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Housing Higher Densities

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With my senior year approaching, I've been thinking a lot lately not only what sorts of jobs to look for after graduation, but also where I plan to live. While I very well may stay close to my roots in Minneapolis, there's always a chance that I'll take on a larger city such as Chicago. Regardless, I have decided that beyond my days of living in the off-campus neighborhoods of Dinkytown and Southeast Como, I will likely choose to live in a higher density housing complex.

While apartment/condo living isn't considered by many to be the most "ideal" living situation, I would debate that there are many different ways of looking at it. Well designed and constructed multifamily housing complexes mixed development complexes go in line with the smart growth urban planning and transportation theory. Smart growth essentially aims to create "compact communities" that create a more practical, sustainable, active, and convenient civic life for inhabitants. By increasing density in both housing and commercial structures, along with other land use and design considerations (the UMore Park Project is a good example), it has been observed by many as a way to make the city universally accessible and pleasing to all, while preserving civic culture and reducing the effects of suburban sprawl.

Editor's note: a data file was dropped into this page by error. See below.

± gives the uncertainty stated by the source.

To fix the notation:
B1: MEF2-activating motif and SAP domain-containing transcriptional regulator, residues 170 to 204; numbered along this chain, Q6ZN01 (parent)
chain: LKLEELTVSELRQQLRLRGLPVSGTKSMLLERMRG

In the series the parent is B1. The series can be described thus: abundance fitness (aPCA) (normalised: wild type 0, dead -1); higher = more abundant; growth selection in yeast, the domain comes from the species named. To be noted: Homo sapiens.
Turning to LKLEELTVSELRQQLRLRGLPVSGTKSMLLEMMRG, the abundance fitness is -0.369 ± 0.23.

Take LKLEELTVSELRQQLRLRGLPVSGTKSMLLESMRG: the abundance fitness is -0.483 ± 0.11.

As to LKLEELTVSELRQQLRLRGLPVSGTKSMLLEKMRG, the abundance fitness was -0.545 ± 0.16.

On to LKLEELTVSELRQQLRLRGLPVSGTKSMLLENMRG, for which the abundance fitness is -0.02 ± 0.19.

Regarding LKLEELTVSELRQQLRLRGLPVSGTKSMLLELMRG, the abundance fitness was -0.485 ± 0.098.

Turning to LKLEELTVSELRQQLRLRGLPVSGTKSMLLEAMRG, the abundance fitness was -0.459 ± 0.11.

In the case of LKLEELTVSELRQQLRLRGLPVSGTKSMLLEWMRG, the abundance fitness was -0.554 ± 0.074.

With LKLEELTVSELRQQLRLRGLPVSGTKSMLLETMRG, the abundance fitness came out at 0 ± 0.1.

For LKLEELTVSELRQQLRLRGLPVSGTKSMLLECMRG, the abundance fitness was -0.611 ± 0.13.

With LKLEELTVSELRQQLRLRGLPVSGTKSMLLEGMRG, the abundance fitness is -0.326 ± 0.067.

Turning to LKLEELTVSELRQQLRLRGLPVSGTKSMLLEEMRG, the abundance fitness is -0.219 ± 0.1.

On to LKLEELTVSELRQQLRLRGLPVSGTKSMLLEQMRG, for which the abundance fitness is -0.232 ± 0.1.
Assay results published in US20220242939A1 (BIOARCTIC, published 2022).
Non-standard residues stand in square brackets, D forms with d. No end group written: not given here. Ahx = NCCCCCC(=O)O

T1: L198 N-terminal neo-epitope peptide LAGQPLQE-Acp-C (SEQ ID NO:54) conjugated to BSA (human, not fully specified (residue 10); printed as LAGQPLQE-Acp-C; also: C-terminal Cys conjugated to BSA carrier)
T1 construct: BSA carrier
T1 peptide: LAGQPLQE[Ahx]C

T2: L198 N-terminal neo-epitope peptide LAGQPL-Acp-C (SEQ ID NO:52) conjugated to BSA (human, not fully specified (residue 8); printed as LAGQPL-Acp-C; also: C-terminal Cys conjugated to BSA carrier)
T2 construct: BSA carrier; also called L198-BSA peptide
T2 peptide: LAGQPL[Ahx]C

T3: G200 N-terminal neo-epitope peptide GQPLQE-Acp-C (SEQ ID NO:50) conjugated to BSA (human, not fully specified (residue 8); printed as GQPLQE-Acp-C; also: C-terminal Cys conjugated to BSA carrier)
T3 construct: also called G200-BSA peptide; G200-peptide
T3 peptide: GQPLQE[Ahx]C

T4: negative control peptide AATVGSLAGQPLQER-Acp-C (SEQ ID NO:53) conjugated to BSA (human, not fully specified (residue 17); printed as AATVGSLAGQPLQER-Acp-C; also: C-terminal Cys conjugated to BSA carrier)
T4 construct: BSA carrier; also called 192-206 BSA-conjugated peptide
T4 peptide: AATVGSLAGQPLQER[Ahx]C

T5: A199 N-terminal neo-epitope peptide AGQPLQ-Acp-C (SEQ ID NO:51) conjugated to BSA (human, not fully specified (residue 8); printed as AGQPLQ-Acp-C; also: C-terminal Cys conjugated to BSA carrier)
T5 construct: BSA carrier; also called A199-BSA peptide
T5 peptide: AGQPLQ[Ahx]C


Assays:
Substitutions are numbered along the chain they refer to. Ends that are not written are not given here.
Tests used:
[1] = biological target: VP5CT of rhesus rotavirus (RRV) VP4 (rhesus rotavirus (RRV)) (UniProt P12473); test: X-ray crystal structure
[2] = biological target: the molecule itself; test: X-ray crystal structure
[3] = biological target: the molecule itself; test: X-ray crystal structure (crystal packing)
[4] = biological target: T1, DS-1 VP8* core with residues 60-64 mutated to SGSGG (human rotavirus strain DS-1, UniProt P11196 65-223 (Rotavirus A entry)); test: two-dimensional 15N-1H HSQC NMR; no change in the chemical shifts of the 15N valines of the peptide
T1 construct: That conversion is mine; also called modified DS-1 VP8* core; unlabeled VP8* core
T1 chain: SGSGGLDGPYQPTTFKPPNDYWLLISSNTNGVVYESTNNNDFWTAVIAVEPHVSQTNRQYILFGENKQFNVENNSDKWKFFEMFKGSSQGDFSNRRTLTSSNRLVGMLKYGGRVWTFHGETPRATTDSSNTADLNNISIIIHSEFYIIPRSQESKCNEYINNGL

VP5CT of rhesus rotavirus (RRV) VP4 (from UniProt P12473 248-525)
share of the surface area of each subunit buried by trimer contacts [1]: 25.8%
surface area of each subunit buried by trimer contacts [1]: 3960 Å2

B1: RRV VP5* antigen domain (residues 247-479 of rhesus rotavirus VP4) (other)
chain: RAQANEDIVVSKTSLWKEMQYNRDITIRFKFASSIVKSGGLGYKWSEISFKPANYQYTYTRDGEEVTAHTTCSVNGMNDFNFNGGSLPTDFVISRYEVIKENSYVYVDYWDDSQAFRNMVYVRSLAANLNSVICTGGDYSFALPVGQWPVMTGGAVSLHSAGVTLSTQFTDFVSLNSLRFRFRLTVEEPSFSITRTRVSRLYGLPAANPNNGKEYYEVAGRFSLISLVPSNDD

Current version of UMore Park's Concept Master Plan, adhering to several key concepts of smart growth UMore PArk.png Cobalt Condos in Northeast Minneapolis. cobalt.jpg

Hope you all are staying cool in the heat.

Jesse
Housing Studies

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